At Chad Colby's enterprise, sandwiched between its larger Mozza siblings, the chef's passion for butchery is palpable. Diaphanous sheets of speck, lardo-wrapped grissini, and breaded pucks of fried trotters are piled onto picturesque salumi platters. The coup de grace comes to the table as a behemoth tomahawk chop, still smoking from the grill and showered with fennel pollen.
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Sure, you'll find insalate with Sun Gold tomatoes and Little Gem lettuce; black mussels, too, quickened with an aromatic soffritto. But Chi Spacca's reason for being is meat (the name means “he who cleaves”). Chef Chad Colby, who launched the city's first certified salumiprogram, relies on the wood flame of his hearth oven and grill. A side of vinegar-laced baby eggplant plays off the breaded pig's trotter. Wrapped in sliced lardo, the thin bread sticks known as grissini could be the tastiest swizzle sticks you'll ever eat. Pace yourself, though. Commanding the table at this offshoot of Osteria Mozza (next door) are big cuts, like the 42-ounce tomahawk pork chop (checking in at $80), the tender strip of belly attached to a bone that has been rubbed with fennel pollen. Nearby, a wondrous rosemary-and-orange-peel olive oil cake as tall as an Easter Colomba di Pasqua sits on the granite counter.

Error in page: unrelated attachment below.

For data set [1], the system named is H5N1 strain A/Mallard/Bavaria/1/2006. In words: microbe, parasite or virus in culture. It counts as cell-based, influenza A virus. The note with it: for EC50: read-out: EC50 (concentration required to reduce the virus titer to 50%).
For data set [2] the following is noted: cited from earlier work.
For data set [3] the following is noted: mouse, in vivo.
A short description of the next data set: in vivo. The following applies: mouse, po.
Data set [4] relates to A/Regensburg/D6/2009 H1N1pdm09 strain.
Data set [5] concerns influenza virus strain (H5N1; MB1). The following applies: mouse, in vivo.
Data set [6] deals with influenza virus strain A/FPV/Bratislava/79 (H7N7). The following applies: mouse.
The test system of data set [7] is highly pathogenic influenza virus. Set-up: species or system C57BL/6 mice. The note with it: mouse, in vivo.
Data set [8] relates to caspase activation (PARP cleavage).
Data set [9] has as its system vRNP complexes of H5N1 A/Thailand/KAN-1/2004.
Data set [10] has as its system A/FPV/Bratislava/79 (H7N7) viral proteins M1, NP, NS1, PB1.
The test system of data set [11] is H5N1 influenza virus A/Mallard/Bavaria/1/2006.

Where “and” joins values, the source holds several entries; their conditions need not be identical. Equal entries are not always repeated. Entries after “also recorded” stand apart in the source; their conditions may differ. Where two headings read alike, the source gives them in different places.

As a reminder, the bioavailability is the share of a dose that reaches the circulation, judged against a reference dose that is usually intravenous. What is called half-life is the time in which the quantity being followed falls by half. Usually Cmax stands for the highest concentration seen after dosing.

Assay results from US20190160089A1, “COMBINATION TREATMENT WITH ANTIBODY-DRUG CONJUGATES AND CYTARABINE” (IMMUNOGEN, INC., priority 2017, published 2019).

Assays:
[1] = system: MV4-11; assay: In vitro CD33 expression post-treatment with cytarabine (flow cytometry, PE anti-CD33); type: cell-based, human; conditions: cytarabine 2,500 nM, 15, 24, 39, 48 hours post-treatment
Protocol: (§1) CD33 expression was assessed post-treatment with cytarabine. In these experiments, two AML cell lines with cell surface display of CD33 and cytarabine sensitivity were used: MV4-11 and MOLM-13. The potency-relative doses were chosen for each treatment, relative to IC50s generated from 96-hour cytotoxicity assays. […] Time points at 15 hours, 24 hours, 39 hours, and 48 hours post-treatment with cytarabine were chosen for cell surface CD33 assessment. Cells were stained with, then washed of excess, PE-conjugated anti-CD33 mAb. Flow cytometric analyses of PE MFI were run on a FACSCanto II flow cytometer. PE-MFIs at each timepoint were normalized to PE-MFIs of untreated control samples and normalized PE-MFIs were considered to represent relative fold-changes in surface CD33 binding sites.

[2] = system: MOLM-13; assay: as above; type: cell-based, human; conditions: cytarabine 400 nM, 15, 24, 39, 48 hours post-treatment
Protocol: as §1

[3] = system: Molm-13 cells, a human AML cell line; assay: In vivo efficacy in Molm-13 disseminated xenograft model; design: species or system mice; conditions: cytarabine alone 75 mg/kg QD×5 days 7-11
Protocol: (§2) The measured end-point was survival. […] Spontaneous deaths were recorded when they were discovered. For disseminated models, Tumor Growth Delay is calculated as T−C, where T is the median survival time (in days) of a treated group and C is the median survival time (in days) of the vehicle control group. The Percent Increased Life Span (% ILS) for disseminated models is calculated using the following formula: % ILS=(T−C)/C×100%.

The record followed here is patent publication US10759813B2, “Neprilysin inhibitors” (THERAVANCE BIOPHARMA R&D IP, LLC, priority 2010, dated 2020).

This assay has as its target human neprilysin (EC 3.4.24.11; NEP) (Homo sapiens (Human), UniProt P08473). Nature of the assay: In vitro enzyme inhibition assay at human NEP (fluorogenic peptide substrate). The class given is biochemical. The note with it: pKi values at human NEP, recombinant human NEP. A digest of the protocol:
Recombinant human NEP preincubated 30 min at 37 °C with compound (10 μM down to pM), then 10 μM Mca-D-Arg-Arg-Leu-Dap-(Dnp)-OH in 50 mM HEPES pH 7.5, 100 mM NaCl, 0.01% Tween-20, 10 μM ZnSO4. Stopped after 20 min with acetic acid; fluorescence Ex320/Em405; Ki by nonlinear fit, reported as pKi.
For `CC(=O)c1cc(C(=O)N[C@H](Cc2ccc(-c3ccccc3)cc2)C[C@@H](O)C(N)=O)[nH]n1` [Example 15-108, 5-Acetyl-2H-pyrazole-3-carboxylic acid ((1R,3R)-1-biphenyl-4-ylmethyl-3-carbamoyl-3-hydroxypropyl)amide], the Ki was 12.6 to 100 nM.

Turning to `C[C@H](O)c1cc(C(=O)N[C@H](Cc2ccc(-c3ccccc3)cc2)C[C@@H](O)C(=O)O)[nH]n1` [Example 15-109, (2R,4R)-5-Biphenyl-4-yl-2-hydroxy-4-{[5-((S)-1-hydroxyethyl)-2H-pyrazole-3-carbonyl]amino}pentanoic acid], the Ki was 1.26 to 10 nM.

Mozza's popular salumi bar nights have grown into a full-fledged restaurant. The name means “cleaver” in Italian, and indeed, here meat is celebrated in all its forms. Chad Colby is the chef behind Mozza's meat-curing program, and now his talents are on display in this small open kitchen. The star attraction is still the salumi, which is peerless in the city: 24-month-old prosciutto has a cheddar-like bite; fresh chiles spike a rustic salami. It's not cured, but the grilled 42-ounce tomahawk pork chop is a worthy splurge ($75), and hallelujah for simply prepared vegetables and fish. Wine pairings at $25, $50, and market price make drinking well easy.